Introduction to Semi-supervised Learning



Table of Contents

Semi-supervised learning falls between supervised learning and unsupervised learning. It has been shown that unlabeled data, when used in conjunction with a small amount of labeled data, can considerably improve learning accuracy. Labeled data is often generated by a skilled human agent who manually classifies training examples. The cost of labeling process is sometimes unaffordable, whereas generation of unlabeled data is relatively inexpensive. In such situations, semi-supervised learning can be a better approach.

Two commonly used semi-supervised methods are Self-Training and Co-Training. Both are presented below.

Self-Training

Self-Training (also known as Bootstrapping) is probably the oldest semi-supervised learning method. The idea behind Self-Training is simple: use a seed set of labeled data to label a set of unlabeled data, which can be partly added in turn to the set of labeled data for retraining. The process may be continued until a stopping condition is reached.


procedure \(SelfTrain(L_0,U)\)

  1. \(L_0\) is seed labeled data, \(L\) is labeled data
  2. \(U\) is unlabeled data
  3. \(classifier \leftarrow train(L_0)\)
  4. \(L \leftarrow L_0\) + \(select(label(U,classifier))\)
  5. \(classifier \leftarrow train(L)\)
  6. if no stopping criterion is met, go to step 4
  7. return \(classifier\)

the above procedure shows a basic form of Self-Training. The \(train\) function is a supervised classifier that is called base leaner. It is assumed that the classifier (base learner) makes confident weighted predictions. The \(select\) function selects those instances where it is most confident.

One simple method that can be used as a stopping criterion is to repeat the steps 4-6 for a fixed, arbitrary number of rounds. Another simple method is to keep it running until convergence, i.e. until the labeled data and classifier stop changing.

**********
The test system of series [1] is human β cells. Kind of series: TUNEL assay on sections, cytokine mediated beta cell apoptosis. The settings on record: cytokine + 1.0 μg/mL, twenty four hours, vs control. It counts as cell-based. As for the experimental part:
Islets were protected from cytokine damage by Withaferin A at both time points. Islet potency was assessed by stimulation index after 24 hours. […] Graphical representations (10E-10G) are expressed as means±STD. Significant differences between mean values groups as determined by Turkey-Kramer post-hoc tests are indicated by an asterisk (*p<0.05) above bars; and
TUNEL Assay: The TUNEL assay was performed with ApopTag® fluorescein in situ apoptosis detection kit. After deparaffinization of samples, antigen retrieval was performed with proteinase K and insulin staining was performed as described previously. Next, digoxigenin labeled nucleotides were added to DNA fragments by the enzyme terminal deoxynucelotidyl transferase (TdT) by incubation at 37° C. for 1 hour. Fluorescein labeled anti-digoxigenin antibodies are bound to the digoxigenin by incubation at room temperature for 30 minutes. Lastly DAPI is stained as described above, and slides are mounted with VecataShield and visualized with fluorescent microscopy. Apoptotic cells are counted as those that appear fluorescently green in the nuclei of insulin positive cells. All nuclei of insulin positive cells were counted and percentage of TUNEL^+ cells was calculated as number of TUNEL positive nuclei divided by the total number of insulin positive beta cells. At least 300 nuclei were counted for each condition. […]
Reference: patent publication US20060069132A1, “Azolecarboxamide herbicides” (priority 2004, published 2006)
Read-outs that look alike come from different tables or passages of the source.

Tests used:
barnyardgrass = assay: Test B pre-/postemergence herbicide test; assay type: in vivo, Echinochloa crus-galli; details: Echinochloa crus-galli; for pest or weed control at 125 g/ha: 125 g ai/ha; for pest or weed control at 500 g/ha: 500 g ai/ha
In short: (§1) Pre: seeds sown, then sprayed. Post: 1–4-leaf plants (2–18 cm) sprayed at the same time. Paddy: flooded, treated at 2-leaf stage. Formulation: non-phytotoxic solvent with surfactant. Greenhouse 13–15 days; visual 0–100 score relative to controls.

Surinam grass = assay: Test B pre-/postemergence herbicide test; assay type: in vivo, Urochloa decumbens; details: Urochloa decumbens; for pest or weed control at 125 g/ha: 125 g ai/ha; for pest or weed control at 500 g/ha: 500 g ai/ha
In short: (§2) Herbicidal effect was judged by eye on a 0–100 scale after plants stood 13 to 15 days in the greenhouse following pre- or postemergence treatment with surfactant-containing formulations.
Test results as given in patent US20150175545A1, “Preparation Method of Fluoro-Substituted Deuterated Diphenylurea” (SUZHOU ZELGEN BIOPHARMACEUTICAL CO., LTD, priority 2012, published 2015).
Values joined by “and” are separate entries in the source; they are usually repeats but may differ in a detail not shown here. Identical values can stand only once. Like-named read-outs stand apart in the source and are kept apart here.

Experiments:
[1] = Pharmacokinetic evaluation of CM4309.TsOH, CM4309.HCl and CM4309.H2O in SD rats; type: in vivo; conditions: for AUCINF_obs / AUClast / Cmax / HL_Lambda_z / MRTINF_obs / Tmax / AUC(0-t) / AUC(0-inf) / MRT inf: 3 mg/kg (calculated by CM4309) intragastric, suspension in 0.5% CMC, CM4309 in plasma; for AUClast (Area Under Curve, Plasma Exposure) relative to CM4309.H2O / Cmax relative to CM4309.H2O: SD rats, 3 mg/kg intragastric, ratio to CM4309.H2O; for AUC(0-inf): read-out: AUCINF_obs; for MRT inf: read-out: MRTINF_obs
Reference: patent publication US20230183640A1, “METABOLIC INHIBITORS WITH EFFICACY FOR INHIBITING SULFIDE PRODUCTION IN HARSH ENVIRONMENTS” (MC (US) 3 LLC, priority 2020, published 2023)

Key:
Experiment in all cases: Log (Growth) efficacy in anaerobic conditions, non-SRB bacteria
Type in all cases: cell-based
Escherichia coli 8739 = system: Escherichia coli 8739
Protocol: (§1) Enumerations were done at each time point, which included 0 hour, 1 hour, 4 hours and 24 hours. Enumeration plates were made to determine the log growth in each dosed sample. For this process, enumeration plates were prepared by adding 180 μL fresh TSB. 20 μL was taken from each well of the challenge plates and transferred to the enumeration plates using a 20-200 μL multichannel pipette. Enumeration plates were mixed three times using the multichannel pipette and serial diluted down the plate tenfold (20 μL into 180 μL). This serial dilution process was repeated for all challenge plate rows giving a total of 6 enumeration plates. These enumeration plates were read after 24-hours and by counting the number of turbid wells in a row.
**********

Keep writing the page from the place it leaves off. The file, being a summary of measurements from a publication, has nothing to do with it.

Co-Training

Co-training is a semi-supervised method that requires two views of the data. In other words, it assumes that each instance is described using two different feature sets. The two feature sets are to provide different, but complementary information about the instances.


procedure \(CoTrain(L,U)\)

  1. \(L\) is labeled data
  2. \(U\) is unlabeled data
  3. \(P \leftarrow\) random selection from \(U\)
  4. \(f_1 \leftarrow train(view_1(L))\)
  5. \(f_2 \leftarrow train(view_2(L))\)
  6. \(L \leftarrow L\) + \(select(label(P,f_1))\) + \(select(label(P,f_2))\)
  7. Remove the labeled instances from \(P\)
  8. \(P \leftarrow P + \) random selection from \(U\)
  9. if no stopping criterion is met, go to step 4

the above procedure shows a basic form of Co-Training. As in Self-Training, the \(train\) function is a supervised classifier with the assumption that it makes confident weighted predictions. Also the \(select\) function selects those instances where it is most confident. The stopping criteria that were discussed for Self-Training are applicable for Co-training without modification.

The above mentioned SelfTrain and CoTrain procedures suggest strong similarities between co-training and self-training. If the classifier pair \((f_1, f_2)\) is considered a classifier with an internal structure, then Co-training can be seen as a special case of Self-Training.